It's not surprising at all that a proponent of proprietary software would think it is ethical to have tracking, (working for the creator, not the user), be opt out, instead of opt in, but that is precisely why I won't use their software.
> "We trust certain brands because they share our values. Why is software such an exception?"
When it comes to physical goods, there aren't in fact many brands that I'd say "share my values". In fact most of them are produced in conditions that absolutely do not align with values, but yes, I should probably do a much better job of avoiding them, even if identifying such products in the physical space is enormously difficult.
However I don't think we should deny that fundamentally the nature of software is different and requires a different approach. Chairs and kitchen knives usually don't have access to my realtime location, can't record me at any time, know where I live, how many siblings do I have and my political preference.
The same cannot be said about software, therefore we simply cannot afford to treat software the same as simple physical goods.
He rounds off his response by saying:
"The purpose of my article is to convince you that embracing proprietary software will actually help you further your goal. In particular, the widespread adoption of Linux. If you embraced proprietary software the Linux ecosystem would grow. And more people would be exposed to FOSS software. More people would use FOSS software. More people would adopt FOSS software."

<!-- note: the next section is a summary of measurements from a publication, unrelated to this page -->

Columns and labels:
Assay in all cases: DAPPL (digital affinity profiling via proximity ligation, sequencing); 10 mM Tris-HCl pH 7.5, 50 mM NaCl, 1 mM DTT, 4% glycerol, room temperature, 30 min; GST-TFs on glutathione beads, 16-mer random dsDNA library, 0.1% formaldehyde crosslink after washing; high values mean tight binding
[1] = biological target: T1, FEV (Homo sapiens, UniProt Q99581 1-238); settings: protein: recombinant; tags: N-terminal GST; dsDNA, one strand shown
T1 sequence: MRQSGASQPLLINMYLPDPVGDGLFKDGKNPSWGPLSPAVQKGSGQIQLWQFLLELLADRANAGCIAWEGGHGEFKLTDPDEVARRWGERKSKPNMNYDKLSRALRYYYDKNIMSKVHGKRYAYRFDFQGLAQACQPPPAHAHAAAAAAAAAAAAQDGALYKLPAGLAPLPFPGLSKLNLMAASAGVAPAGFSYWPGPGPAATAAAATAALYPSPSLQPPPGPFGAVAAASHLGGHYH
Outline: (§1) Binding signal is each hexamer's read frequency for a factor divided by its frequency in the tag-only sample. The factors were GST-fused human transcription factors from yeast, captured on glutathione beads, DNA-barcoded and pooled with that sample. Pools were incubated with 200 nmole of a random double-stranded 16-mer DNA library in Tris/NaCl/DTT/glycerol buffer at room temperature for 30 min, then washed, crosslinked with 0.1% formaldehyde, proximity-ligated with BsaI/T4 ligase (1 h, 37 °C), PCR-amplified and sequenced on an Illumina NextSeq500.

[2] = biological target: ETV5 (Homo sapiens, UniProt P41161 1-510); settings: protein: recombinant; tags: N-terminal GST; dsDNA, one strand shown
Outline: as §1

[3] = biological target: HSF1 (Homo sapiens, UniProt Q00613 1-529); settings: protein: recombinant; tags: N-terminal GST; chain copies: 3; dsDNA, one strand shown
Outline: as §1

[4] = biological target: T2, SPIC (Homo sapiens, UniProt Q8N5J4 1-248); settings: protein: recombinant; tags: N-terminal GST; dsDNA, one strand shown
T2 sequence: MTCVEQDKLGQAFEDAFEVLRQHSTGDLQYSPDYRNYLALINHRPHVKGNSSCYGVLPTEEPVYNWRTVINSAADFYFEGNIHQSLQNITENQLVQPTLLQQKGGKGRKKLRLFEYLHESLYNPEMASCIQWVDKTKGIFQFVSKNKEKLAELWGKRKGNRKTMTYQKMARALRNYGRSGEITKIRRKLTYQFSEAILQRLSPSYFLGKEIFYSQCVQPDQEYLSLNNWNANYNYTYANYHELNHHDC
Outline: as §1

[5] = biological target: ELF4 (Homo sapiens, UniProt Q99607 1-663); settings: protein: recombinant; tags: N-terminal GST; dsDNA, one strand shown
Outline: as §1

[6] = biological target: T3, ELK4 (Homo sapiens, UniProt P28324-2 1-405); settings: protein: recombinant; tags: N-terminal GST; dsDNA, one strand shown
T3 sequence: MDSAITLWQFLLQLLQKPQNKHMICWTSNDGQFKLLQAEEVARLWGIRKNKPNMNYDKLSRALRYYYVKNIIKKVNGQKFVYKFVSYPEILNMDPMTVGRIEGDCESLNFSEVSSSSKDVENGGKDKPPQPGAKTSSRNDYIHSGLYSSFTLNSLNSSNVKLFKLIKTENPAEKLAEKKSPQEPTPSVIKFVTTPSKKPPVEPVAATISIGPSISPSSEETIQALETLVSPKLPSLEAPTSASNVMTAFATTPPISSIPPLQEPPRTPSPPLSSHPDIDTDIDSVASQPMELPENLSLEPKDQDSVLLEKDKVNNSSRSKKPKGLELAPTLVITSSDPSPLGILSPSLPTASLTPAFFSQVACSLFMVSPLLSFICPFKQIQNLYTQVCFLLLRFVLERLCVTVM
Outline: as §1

That is a point I can technically agree with and software like #Steam certainly helps.
(cont) However, even vendors in the Linux space who do not have a problem reaching out to proprietary vendors, do not seem to have much success to bring Adobe etc. on board and I believe they won't do so unless Linux provides them with the same DRM, sandboxing & restriction mechanism as #Windows & #macOS do and at that point, what's even is the point of having an 'alternative', if it all behaves the same?
(cont) Instead, I think we've shown that Linux as a platform and a community can host free software on par with the proprietary alternatives, Krita, Blender, GCC, GNOME/KDE, GNU, even the Linux kernel itself all show that it is possible.
And while it may be a longer read, it is a worthy one if the alternative is a Windows clone by another name.
Just one thing to add; there are vendors that are sort of in the middle, I'd not consider #JetBrains to be particularly unethical, since they do publish their 'crown jewel', (IDEA), as FLOSS and basically just use the documented plugin architecture to sell proprietary plugins. They also develop #kotlinlang completely in the open & sponsor many FLOSS IntelliJ plugins, like the one for #rustlang
In addition they sponsor * organize FLOSS conferences & even offer all SW for free to FLOSS devs.
That's sort of the 'middle of the road' model, also known as "open core", which is also employed by #GitLab, Discourse and many others and which shows a viable business model that's certainly a lot better than the full proprietary route the author of that article defends.
@MatejLach I almost wrote the same things but on medium as an article
@MatejLach that was kind of long one ^_^
After reading all this thread from starting article right to this point, I see that people still miss one single small thing. General software users do not care about anything. They do not read the license. They do not want to change software one they are using now works well. And they won't, how much effort we'd put to create hype around FOSS, we will loose always.
Because proprietary software gives money into FOSS, this or that way. So it wins at the end...
@MatejLach Hmmm, I think we free software people really need to create an app analytics service to show what consider ethical there. There's good computer science for this.
And hopefully benefit from it ourselves.